Jul 5, 2017

It's mixed. I don't think hours are brutal to the extent you'd imagine (e.g. not 100+ hours weeks every week - think more like 70-80 max). But it does take away lot of free time to do anything at nights or weekends. The job is also not for everyone. If you get easily shaken up or have a thin skin - doesn't really work.

Just the way the pyramid works, 30-40% associates can move up to VP anyway. My group didn't have to lay off anyone, but might be different in other places. Sometimes you are just nicely told to leave in near future. That was true in consulting too.

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Jul 5, 2017

This obviously doesn't apply to T20 but a buddy of mine did a local non-target PMBA. Made what I believe was $60-70K. Graduated and switched firms and now makes $85K. I'm pretty sure he has $100K in debt but he seems to be doing well. Shrugs

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Jul 6, 2017

Definitely worth going to MBA even if you don't get 'high finance'. You asked about top twenty and many people responded with M7 answers. If you're making $75k and get a random corporate job at P&G or some other Fortune 500 company, you'll still be better off.

Feb 25, 2018

Typical WSO. Guy asks about T20, immediately respond with M7 answers.

Jul 7, 2017

Let's take a different look.

We know all the upside approaches to the MBA - you get into consulting, banking, PE, etc. there you make it to some other cushy job and things are all good. I think we all can agree that the MBA will generally add value there. The math eventually works in your favor for MBA if that's how everything unfolds. Your worst case is that you break even with the guy not going to B School but you probably had some better experiences along the way.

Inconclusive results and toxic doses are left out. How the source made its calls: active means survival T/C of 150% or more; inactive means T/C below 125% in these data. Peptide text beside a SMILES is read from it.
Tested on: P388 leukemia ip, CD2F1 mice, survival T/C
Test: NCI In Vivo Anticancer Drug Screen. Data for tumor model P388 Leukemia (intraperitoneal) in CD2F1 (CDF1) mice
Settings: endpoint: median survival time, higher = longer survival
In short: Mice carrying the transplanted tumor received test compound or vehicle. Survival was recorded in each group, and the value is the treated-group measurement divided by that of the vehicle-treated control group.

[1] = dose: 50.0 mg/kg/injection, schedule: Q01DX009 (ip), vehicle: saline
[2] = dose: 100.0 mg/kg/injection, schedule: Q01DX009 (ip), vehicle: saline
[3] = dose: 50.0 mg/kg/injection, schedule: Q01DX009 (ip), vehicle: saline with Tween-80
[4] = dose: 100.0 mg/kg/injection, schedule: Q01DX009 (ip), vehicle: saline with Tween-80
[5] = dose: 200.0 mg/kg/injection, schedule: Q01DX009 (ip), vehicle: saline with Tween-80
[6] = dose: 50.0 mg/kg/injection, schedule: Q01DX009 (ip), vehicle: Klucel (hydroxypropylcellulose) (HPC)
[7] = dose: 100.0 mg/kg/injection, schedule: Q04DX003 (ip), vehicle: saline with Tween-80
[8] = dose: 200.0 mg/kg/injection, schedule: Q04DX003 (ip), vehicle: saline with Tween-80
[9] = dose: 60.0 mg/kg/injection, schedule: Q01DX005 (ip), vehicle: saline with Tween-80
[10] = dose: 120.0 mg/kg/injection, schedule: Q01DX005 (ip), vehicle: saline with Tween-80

But the one real differentiation I think is to the 'lottery ticket' that an MBA gives you. Here's a few examples that gets hit:
-Classmate you know wants to start a biz and you guys start something together
-Alumni network gets you a look for a senior role that you are interested in
-MBA is the deciding factor for an executive level promote b/c your CEO went there too
-You find a new calling in life from B School and make a radical change in career

Those things have the ability to alter your career trajectory significantly. I think that's how you think about the super long term - the intangible 'what does it look like 20 years out of B school?' No guarantee this will ensure success and at the end of the day there are plenty of mega successful people who didn't go to B School. So all else equal, I think this is what you can get from B School that would be harder to get elsewhere.

So let's pretend you break even with not going to B School. Do you think that optionality is worth $200k to you? For some it is. For others it's not.

Obviously this argument is invalid for if you HAVE to get into a career that only B School offers. But if we strip that all away for a moment, that's how I would think about it from the most conservative of approaches.